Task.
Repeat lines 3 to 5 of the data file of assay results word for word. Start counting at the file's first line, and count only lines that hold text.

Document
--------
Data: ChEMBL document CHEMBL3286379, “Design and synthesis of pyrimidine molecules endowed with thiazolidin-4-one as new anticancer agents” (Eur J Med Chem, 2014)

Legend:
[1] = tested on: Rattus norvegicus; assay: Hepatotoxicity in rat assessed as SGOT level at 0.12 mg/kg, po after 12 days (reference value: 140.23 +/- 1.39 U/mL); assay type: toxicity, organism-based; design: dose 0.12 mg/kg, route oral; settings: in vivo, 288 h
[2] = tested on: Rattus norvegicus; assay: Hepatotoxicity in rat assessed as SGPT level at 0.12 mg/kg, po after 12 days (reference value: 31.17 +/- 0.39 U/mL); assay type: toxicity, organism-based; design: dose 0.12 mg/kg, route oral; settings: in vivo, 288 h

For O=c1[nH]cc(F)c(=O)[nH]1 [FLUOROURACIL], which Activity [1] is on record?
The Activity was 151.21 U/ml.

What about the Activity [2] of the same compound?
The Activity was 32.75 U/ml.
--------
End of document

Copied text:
[1] = tested on: Rattus norvegicus; assay: Hepatotoxicity in rat assessed as SGOT level at 0.12 mg/kg, po after 12 days (reference value: 140.23 +/- 1.39 U/mL); assay type: toxicity, organism-based; design: dose 0.12 mg/kg, route oral; settings: in vivo, 288 h
[2] = tested on: Rattus norvegicus; assay: Hepatotoxicity in rat assessed as SGPT level at 0.12 mg/kg, po after 12 days (reference value: 31.17 +/- 0.39 U/mL); assay type: toxicity, organism-based; design: dose 0.12 mg/kg, route oral; settings: in vivo, 288 h

For O=c1[nH]cc(F)c(=O)[nH]1 [FLUOROURACIL], which Activity [1] is on record?